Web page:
#4: New Ward County Jail
Ward County opened a new jail addition in 2017. The expansion, which increased inmate capacity from 104 beds to 300, was officially completed Nov. 3. Prisoners were ushered into the new facility in mid-December, a schedule that allowed ample time for staff from the sheriff’s department to become aquainted with the new facility.
As part of the introduction of the new jail, known as the Ward County Detention Center, a fundraiser for the Domestic Crisis Violence Center was held. About 30 people paid $50 each to undergo mock arrests and be placed in a cell overnight. The exercise gave jail personnel a chance to practice procedures necessary for future operation of the new facility.
The center was completed several months ahead of schedule. The targeted date for completion of construction was June 1.
It was in 2012 that voters approved a 10-year, half-cent sales tax to generate $39.3 million for county building projects. The projects were to be a new jail, new county office building, renovation of the courthouse and existing jail, roads and other infrastructure. However, it soon became apparent that more money would be needed to complete the projects.
In 2015 voters were asked by the county to approve an extension of sales tax collections for an additional $37 million. Voters approved the plan, which called for an estimated $40 million to be spent on the new jail and construction began.
2017 proved to be an interesting year at the old Ward County jail. The jail had been under a full-time compliance monitor from January 2015 through July 2017. The monitor was assigned by the North Dakota Department of Corrections following an investigation into the death of inmate Dustin Irwin in October 2014. In December 2017 Sheriff Bob Barnard reported to the Ward County Commision that the monitor visited the jail a few times in the second half of 2017, typically spending less than a day to conduct spot reviews on certain areas of operation.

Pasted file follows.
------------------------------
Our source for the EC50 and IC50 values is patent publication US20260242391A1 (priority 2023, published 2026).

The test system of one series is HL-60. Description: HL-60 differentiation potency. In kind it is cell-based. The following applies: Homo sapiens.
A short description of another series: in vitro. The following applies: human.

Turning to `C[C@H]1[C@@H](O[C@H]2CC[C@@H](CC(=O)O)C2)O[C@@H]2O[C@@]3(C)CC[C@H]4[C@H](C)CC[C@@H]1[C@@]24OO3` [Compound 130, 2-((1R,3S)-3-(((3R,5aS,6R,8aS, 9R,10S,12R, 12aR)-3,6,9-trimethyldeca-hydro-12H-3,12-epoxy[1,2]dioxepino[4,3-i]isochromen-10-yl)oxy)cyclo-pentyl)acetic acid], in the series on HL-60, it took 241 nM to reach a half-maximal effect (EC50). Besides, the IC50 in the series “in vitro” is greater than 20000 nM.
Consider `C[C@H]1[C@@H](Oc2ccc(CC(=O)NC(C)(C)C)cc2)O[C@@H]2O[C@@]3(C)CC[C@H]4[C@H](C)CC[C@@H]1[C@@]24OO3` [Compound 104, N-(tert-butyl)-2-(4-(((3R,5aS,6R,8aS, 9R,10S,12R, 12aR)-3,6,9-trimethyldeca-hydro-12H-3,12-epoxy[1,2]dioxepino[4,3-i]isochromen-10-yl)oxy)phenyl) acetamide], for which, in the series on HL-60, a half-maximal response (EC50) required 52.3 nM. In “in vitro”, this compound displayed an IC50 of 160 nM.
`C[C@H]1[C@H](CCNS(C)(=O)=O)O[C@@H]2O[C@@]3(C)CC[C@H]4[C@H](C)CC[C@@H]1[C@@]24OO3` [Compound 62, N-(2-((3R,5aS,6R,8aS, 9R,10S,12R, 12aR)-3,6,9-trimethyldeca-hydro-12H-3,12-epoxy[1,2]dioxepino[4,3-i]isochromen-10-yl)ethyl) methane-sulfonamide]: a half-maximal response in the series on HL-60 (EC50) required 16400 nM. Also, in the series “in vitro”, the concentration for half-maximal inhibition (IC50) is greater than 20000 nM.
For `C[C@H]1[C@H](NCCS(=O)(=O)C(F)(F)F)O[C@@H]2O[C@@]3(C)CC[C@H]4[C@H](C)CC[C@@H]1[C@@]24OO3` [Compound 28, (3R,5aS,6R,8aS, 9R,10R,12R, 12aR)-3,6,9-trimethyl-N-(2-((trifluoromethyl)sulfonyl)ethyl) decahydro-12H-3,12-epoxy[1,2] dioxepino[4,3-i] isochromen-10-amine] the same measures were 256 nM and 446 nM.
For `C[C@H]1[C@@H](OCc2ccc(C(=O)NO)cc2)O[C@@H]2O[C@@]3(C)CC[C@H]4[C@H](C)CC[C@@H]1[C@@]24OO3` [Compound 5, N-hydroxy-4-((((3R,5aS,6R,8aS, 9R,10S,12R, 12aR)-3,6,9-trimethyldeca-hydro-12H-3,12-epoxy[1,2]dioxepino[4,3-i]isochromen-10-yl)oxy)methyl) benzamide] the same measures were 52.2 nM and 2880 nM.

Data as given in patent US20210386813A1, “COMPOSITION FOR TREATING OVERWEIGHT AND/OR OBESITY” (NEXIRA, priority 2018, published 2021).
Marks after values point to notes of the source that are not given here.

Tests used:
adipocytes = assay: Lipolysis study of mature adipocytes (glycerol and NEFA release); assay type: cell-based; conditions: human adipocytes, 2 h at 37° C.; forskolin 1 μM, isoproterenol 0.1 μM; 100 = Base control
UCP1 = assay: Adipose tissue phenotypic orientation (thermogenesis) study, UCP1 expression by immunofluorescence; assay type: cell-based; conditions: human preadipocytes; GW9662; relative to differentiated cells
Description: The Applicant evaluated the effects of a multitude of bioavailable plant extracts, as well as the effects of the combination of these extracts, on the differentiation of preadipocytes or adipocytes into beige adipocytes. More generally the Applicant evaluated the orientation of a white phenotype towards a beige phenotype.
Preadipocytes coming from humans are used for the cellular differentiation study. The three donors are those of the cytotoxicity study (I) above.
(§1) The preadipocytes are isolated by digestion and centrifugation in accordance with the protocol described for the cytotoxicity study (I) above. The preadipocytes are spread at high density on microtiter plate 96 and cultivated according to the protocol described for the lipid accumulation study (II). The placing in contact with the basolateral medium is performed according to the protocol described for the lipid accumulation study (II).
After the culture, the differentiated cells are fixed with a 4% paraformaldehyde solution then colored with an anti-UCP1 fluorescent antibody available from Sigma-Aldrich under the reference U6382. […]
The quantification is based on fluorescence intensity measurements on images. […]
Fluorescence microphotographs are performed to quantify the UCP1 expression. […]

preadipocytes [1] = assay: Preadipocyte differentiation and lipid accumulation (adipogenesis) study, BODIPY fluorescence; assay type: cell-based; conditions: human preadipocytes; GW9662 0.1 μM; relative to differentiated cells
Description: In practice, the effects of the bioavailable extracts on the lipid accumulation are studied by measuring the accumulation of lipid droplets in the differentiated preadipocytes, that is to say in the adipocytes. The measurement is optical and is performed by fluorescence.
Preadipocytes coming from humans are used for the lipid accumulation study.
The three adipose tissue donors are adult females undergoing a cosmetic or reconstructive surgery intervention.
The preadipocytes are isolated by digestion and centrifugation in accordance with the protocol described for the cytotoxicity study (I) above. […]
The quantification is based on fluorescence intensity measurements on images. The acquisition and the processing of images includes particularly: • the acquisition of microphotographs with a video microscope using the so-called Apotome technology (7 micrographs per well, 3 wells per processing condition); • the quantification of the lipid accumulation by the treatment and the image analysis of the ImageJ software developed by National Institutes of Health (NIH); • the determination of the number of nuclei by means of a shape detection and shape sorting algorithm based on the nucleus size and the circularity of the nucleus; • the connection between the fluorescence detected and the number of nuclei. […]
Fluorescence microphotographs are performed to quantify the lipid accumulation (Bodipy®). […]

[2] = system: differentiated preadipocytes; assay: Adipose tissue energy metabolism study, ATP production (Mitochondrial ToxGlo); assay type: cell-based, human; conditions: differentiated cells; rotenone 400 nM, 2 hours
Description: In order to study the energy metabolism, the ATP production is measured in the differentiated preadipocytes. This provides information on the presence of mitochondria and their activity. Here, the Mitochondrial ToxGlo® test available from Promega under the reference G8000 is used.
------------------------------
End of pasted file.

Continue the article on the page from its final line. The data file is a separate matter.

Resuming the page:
Sheriff Steve Kukowski resigns
Ward County accepted the resignation of suspended Sheriff Steve Kukowski in April. The resignation included payment of $75,000 to Kukowski as part of a separation agreement approved by a 4-1 vote of Ward County commissioners.
Kukowski had been at the center of attention in the county following charges brought against him for reckless endangerment and being a public servant refusing to perform public duty. The charges stemmed from the death of inmate Dustin Irwin on Oct. 6, 2014.
Following a review of the matter by Attorney General Wayne Stenehjem, Kukowski was suspended from his duties by then governor Jack Dalrymple. The suspension was later upheld by the current governor, Doug Burgum.
Citing financial savings to the county should the lengthy court action cease, Ward County commissioners voted behind closed doors to dismiss both civil and criminal proceedings against Kukowski and the sheriff thereby avoided any trial on the matters.
Leann Bertsch, Bismarck, Department of Corrections and Rehabilitation Director, had called the allegations against Kukowski “pretty serious” and said that “this is the most egregious situation I’ve ever run into” in 12 years in her position.